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Science and Research

Counseling Benefits Parents, Too

Support for Parents of Teens With Depression

This article was originally published in Northwestern University News Center. It has been modified for Northwestern Medicine’s content hub, HealthBeat.

Supporting a teen through treatment for depression can take a toll on the whole family. This added stress can impact communication between parents and create tensions that linger if they are not addressed. That’s why parents of teens who have depression can benefit from counseling, too.

About the Research

Depression in teens can affect parents' marital satisfaction according to a new Northwestern Medicine study. Parents often seek mental health treatment for a child who is struggling with depression, but the treatment shouldn’t stop with the teen, suggests the study.

Scientists found that while depressed teens were involved in active treatment, parents’ marriages and parent-child conflict remained stable. Once the teens’ treatment finished, however, parents’ marital relationships tended to suffer.

“Families might be putting their own issues on the back burner while their teen gets help,” says first author Kelsey Howard, a doctoral candidate in clinical psychology at Northwestern University Feinberg School of Medicine. “Once the treatment ends, they’re forced to face issues in their marriage or family that might have been simmering while their depressed teen was being treated.”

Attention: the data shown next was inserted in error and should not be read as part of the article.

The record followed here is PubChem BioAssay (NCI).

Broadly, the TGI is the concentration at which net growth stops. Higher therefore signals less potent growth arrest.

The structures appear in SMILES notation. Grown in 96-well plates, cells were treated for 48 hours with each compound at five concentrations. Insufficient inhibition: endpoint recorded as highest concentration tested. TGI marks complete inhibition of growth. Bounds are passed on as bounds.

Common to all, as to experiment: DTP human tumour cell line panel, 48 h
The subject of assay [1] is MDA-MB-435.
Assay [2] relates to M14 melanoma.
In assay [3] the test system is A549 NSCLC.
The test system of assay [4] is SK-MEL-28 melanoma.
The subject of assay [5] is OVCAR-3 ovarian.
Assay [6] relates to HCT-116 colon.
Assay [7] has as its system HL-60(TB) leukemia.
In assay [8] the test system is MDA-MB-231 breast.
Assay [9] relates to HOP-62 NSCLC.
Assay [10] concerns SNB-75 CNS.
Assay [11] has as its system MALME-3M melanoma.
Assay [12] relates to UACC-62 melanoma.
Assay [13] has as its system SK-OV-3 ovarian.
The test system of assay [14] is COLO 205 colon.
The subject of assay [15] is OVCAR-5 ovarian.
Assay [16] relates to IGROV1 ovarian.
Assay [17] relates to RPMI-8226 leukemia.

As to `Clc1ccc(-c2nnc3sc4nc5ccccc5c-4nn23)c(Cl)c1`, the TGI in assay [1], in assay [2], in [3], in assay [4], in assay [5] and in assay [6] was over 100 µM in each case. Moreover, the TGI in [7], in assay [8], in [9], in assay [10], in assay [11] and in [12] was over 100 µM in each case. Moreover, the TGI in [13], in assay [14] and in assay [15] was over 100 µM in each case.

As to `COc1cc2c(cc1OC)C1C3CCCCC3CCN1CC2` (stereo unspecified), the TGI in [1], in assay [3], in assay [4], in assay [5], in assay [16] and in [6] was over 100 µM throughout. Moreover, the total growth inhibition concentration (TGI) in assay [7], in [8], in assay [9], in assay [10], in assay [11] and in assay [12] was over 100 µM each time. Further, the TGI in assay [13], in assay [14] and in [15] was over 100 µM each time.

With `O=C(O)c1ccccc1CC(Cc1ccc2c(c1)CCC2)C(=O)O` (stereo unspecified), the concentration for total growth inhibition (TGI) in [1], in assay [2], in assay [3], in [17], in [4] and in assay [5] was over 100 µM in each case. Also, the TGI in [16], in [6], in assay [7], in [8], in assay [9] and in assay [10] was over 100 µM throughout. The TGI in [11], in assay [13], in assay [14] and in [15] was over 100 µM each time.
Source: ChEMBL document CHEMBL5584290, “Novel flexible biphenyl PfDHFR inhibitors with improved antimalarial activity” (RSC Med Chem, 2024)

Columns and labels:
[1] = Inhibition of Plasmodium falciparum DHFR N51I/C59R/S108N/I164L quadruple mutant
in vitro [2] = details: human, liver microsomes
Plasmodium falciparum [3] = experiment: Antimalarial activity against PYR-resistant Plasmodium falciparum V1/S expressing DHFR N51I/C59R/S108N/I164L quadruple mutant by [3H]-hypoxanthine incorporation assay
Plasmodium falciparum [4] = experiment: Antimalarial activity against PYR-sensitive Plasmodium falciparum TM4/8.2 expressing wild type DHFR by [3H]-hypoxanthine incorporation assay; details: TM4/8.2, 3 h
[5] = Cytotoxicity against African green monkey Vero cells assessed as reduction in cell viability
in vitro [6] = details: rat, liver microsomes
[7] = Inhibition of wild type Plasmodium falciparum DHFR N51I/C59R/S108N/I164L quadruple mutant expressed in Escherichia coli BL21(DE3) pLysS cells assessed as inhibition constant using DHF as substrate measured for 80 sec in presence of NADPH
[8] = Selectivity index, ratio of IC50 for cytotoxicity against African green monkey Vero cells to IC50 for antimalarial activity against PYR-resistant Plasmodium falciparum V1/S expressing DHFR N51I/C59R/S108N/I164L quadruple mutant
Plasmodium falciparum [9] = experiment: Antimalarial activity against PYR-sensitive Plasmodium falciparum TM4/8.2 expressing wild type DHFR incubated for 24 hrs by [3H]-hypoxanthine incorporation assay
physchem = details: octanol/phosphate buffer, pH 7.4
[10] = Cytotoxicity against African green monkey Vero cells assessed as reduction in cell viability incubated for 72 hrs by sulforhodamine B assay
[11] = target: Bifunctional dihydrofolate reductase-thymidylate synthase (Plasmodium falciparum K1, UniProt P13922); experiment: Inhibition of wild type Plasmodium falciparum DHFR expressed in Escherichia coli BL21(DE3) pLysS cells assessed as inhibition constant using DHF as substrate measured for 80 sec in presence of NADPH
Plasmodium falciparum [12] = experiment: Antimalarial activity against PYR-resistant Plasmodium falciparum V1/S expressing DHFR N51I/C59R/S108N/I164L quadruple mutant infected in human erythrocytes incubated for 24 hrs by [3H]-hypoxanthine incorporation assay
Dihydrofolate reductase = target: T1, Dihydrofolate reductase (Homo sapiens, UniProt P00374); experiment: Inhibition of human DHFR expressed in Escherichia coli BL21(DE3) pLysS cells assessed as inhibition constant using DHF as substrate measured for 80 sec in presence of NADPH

To address this, Howard and her co-authors recommend that parents of teens who are depressed also have a check-in for their marital relationship.

“Families are interactive, fragile ecosystems, and a shift in a teenager’s mood can undoubtedly alter the family’s balance — negatively or positively,” Howard says.

While adolescent depression is a well known stressor for parents and families, this is one of few studies to examine how adolescent depression impacts family relationships and, in turn, how family relationships impact adolescent depression.

The Bottom Line

The study found that parents of teens who had more depressive symptoms at the end of their treatment experienced more marital problems and more parent-child conflict. Although there is opportunity for additional research, the study suggests parents of teens with depression benefit from a strong support system, which is something for families to keep in mind.

Learn more ways to be in tune with your mental health.

Northwestern Medicine Behavioral Health